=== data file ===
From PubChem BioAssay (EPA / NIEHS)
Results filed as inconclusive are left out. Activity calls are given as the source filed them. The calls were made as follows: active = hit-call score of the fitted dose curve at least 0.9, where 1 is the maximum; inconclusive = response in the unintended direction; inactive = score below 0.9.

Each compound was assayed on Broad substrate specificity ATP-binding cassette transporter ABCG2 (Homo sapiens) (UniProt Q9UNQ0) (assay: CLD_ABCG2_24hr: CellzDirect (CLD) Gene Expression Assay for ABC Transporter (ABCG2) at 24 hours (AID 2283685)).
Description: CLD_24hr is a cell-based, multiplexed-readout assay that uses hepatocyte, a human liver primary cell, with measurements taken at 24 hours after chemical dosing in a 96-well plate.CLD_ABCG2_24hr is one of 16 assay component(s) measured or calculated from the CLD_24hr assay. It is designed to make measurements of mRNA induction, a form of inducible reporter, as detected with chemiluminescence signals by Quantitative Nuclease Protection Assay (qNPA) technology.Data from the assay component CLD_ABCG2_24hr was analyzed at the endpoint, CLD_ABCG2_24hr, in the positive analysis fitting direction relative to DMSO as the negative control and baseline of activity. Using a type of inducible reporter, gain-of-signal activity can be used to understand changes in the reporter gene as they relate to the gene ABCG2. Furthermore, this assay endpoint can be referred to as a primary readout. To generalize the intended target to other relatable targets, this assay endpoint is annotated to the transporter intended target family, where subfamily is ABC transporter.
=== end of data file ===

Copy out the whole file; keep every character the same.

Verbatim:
From PubChem BioAssay (EPA / NIEHS)
Results filed as inconclusive are left out. Activity calls are given as the source filed them. The calls were made as follows: active = hit-call score of the fitted dose curve at least 0.9, where 1 is the maximum; inconclusive = response in the unintended direction; inactive = score below 0.9.

Each compound was assayed on Broad substrate specificity ATP-binding cassette transporter ABCG2 (Homo sapiens) (UniProt Q9UNQ0) (assay: CLD_ABCG2_24hr: CellzDirect (CLD) Gene Expression Assay for ABC Transporter (ABCG2) at 24 hours (AID 2283685)).
Description: CLD_24hr is a cell-based, multiplexed-readout assay that uses hepatocyte, a human liver primary cell, with measurements taken at 24 hours after chemical dosing in a 96-well plate.CLD_ABCG2_24hr is one of 16 assay component(s) measured or calculated from the CLD_24hr assay. It is designed to make measurements of mRNA induction, a form of inducible reporter, as detected with chemiluminescence signals by Quantitative Nuclease Protection Assay (qNPA) technology.Data from the assay component CLD_ABCG2_24hr was analyzed at the endpoint, CLD_ABCG2_24hr, in the positive analysis fitting direction relative to DMSO as the negative control and baseline of activity. Using a type of inducible reporter, gain-of-signal activity can be used to understand changes in the reporter gene as they relate to the gene ABCG2. Furthermore, this assay endpoint can be referred to as a primary readout. To generalize the intended target to other relatable targets, this assay endpoint is annotated to the transporter intended target family, where subfamily is ABC transporter.